Fake CNN website causes confusion in Russia

25th May 2011, Comments 0 comments

A Russian-language website that apes the livery of US network CNN and translates its news stories with glaring errors caused confusion Wednesday, with the network denying any involvement.

"We can only say that it's not our website," Maxim Tkachenko, CNN's Moscow bureau chief, told AFP. "The company is studying this issue."

"I can confirm this is not a CNN site. We are evaluating next steps," a London-based spokeswoman for CNN, Claudia Coles, said in an e-mail.

The website called Cnnrussia.ru copies CNN's red livery and links to news stories on its website. It calls itself an "unofficial site" and notes that its translations are done automatically and therefore "mistakes are possible."

"Even such an automatic translation allows us to see what concerns our colleagues at CNN," it says of the writing style, close to gobbledy-gook.

Among the apparently unintentional blunders are references to the head of the International Monetary Fund, Dominique Strauss-Kahn, using a Russian word that refers to the head of a penis.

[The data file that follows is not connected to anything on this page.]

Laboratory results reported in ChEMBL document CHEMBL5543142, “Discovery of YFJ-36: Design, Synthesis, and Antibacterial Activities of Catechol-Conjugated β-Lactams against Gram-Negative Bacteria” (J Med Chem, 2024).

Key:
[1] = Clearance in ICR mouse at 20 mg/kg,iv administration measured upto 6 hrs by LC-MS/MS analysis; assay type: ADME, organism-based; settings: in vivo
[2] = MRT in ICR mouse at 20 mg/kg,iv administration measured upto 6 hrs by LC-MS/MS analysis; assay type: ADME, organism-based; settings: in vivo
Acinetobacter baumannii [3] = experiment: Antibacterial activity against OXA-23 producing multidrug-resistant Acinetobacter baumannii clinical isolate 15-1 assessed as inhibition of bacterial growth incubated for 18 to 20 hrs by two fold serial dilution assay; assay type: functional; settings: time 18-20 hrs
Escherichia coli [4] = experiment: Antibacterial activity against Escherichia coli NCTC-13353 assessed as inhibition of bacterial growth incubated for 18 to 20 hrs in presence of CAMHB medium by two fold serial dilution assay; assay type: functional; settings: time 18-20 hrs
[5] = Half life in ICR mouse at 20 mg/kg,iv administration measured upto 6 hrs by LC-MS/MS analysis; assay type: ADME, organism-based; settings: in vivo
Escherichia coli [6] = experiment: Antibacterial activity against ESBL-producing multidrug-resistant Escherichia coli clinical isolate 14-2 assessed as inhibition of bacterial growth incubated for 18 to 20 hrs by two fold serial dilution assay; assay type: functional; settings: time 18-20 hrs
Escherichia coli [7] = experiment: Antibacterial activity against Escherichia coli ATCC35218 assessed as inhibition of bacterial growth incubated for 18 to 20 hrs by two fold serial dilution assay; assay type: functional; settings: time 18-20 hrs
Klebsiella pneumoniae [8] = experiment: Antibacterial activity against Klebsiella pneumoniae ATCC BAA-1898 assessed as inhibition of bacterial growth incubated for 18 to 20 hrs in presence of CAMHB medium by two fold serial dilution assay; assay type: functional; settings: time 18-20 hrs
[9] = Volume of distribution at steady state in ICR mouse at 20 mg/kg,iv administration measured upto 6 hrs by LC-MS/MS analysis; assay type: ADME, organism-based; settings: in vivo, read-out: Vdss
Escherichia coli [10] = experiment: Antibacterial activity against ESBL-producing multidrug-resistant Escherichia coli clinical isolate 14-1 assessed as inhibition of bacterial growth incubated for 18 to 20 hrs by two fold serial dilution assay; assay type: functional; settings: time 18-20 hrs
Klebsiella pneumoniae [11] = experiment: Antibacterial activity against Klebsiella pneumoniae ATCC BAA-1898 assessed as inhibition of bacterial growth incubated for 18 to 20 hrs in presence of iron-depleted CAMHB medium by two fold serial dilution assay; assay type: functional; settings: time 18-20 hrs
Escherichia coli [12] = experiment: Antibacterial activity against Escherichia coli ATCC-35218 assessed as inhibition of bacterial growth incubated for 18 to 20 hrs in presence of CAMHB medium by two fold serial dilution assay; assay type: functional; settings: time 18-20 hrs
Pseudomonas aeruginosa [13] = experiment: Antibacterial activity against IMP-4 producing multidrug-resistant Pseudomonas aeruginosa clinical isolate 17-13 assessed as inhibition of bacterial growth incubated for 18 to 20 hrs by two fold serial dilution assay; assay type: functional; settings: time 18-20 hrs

The site had been visited more than 1,700 times on Wednesday, according to the Live Internet ranking website, and carries ads for Russian brides.

It was unclear who was behind the website, although it links to a LiveJournal page that says its owner is from Ivanovo, a town famed for its cotton mills in central Russia.

The site has a regularly updated page on Facebook, opened last year, and a Twitter account with 214 followers.

While the website does not appear to be playing for laughs, Russians have been quick to spoof official websites to comic effect.

President Dmitry Medvedev's Twitter postings are regularly followed by satirical retellings from a user called "KermlinRussia," who has more than 90,000 followers.

Last week, a website cloning that of a state-sponsored fitness and healthy lifestyle campaign announced it was inviting notoriously hard-living actor Charlie Sheen to share his tips at a summer camp.

© 2011 AFP

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